As you have surely noticed, COVID-19 has affected nearly every aspect of our daily lives. As health guidelines suggested near-immediate changes to our usual behaviors, business outlooks changed just as rapidly. Despite those challenges on a broader scale, there have been some companies that have thrived on providing essential products and services. For example, manufacturers of disinfectants and hand sanitizers saw plenty of demand in the past year. Restaurants with established branding and delivery options have been some of the most successful franchises in the pandemic, thanks to the need for contactless service.
While essential businesses have fared well during the pandemic, there are still a variety of brands maintaining their success and many who bring plenty of optimism into the coming year. Once the pandemic is finally behind us, there are a few types of franchise businesses I believe could be in for a major comeback. It may not be immediate, but the post-pandemic demand will be there for certain businesses that have not been able to provide the public with their services.
Event Planning Franchises
One of the most striking differences between pandemic life and the previous “normal” has been the need for distance. That means an inability to gather together for a year’s worth of celebrations.
Throughout the past year, we all saw and even maybe participated in virtual or drive-by birthday parties, weddings, and graduations. Once it becomes safe for the public to confidently return to congregating in crowds, the event planning industry that struggled to survive the pandemic will suddenly be in high demand. That could continue indefinitely for as long as the desire to finally celebrate something lingers.
When lockdowns began in earnest a year ago, fitness centers received much of the notoriety for the inability to do business. We saw and heard how much interest people had in finding ways to stay healthy while health was at an absolute premium. Though at-home workouts boomed, and consumers searched for ways to burn calories at home, it is clear there’s a desire to return to gyms once the risk of COVID-19 is minimized.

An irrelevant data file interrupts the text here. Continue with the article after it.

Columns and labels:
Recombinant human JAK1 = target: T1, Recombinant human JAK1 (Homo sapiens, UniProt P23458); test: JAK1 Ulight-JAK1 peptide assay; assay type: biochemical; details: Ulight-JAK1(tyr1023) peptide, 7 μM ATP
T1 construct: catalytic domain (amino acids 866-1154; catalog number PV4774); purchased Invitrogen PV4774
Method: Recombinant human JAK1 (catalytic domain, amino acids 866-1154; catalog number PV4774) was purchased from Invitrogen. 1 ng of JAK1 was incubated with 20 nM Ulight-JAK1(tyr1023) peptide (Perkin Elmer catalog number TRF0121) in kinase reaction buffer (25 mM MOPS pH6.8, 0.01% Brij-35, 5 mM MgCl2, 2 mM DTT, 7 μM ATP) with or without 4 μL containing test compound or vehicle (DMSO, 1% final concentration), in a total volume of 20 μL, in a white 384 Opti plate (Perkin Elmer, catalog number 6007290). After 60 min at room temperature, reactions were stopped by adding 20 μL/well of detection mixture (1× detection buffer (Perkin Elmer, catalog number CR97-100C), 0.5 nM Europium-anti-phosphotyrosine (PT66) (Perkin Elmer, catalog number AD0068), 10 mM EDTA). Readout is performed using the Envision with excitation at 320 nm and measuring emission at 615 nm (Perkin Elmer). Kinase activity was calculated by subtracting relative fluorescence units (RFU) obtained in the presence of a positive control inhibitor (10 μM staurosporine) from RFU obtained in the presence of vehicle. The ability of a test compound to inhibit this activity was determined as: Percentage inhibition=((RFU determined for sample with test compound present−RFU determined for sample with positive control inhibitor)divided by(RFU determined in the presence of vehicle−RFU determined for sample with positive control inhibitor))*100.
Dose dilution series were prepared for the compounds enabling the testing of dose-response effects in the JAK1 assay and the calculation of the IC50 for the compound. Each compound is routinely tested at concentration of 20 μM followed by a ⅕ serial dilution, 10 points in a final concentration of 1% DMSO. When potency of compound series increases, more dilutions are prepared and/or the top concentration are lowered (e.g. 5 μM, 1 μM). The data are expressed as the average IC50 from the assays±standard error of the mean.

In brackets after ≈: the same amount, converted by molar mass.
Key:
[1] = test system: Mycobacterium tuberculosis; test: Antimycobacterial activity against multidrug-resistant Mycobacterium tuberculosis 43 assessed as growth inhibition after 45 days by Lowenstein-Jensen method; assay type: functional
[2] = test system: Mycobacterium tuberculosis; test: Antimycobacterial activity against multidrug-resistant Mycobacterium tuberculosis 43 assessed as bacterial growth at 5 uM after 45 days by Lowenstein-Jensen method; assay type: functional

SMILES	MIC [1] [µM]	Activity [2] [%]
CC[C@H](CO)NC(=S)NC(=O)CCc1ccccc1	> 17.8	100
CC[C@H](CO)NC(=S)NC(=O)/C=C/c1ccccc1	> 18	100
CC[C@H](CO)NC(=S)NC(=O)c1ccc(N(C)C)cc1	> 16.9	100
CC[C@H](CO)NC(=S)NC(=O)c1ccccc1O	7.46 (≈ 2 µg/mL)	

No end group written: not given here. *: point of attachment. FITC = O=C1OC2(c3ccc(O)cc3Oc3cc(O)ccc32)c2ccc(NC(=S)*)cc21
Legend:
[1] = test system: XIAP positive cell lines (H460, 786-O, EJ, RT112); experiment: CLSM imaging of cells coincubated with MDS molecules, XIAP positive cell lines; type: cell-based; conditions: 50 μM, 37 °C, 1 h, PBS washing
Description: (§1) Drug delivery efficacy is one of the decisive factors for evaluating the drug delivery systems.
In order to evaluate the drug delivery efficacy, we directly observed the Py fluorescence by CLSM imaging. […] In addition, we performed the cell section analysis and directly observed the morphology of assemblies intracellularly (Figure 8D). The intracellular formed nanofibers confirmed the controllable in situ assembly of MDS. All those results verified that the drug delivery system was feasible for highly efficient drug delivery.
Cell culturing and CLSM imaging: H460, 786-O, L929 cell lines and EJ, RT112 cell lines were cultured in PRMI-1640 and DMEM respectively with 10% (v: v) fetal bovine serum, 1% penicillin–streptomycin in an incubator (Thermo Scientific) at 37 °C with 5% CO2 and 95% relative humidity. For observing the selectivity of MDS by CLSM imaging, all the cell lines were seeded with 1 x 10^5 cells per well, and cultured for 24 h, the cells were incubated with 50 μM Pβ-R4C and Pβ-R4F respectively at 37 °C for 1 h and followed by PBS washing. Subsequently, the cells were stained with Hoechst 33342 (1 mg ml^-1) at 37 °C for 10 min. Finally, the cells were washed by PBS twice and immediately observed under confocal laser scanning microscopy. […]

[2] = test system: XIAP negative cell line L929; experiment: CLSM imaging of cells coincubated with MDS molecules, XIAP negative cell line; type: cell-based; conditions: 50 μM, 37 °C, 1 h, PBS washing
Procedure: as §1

Still, despite the less than optimal climate for gyms, some fitness centers have managed to expand during the pandemic, and even for the ones that haven’t seen all that much growth, it just seems like a safe bet that many fitness buffs who are stuck inside their homes will be quickly signing up for a membership as soon as they can.
Granted, the biggest movie theaters tend to be chains, but there are some franchised theaters like K9 Cinemas, a movie theater where you can bring your dog, and Alamo Drafthouse Cinema, a dine-in movie theater. Variety magazine, among others, has predicted big pent-up demand for in-person events like movies.
There is no doubt that Hollywood and movies are changing — the window between releasing a movie in a theater and then offering it to streaming services will likely be shorter than ever (and has, at times, been non-existent during the pandemic). These are unnerving times for theater owners. But there is a tremendous and loyal customer base for movies, and it could be worth considering for at least the short term.
Many salons and barbers have remained open throughout the pandemic, and some have done pretty well. Industry reports still show salons and spas growing over the next several years, at a compounded annual growth rate of 4.7 percent.
In short, salons, spas, and barbershops are not going anywhere. People can only cut their hair in the mirror for so long.
I would expect, once people have been fully vaccinated, that salons, spas, and barbershops will be operating at full capacity. Though a spa may not seem like the perfect opportunity today, it could be when considering where things may be months down the line.
In some cases, it could seem like certain retail franchises are actually essential. As with the several business opportunities listed above, there is sure to be some pent-up demand for all manners of retail. One major factor to consider, however, is what lasting impact the pandemic has regarding the increasingly accelerated popularity of online shopping.
Whether for clothes, tools, or any other manner of product, e-commerce is surely here to stay. But that does not mean retail franchises cannot be successful, particularly if the products they provide lend themselves to in-person evaluation. Think about the desire many shoppers have to try on their clothes before purchase rather than ordering, trying on, and then having to return poorly fitting items.
There is also the consideration that many of these stores have been able to open in some capacity, provided customers wear masks. For some, that has been enough to survive. However, any further return to normalcy could prove to be an opportunity for success.
Reason for Optimism
In short, as you can probably tell, I’m pretty enthusiastic about many of the franchises that were doing well before the pandemic. Of course, that doesn’t mean you should ignore any impacts the pandemic had on a certain industry.
If an industry struggled during the pandemic, that may understandably signal to you that you’d rather invest in a franchise that customers felt was indispensable during the pandemic. If one brand did poorly but other brands didn’t, then that may suggest the franchisor has some work to do before people should feel comfortable becoming a franchisee.
In any case, the franchise market is still an area providing plenty of opportunity and optimism. There is a lot to be said for a business that is considered non-essential but proved its customers’ loyalty. The next step is to simply capitalize on the opportunity ahead of us, building on the lessons of the past year.
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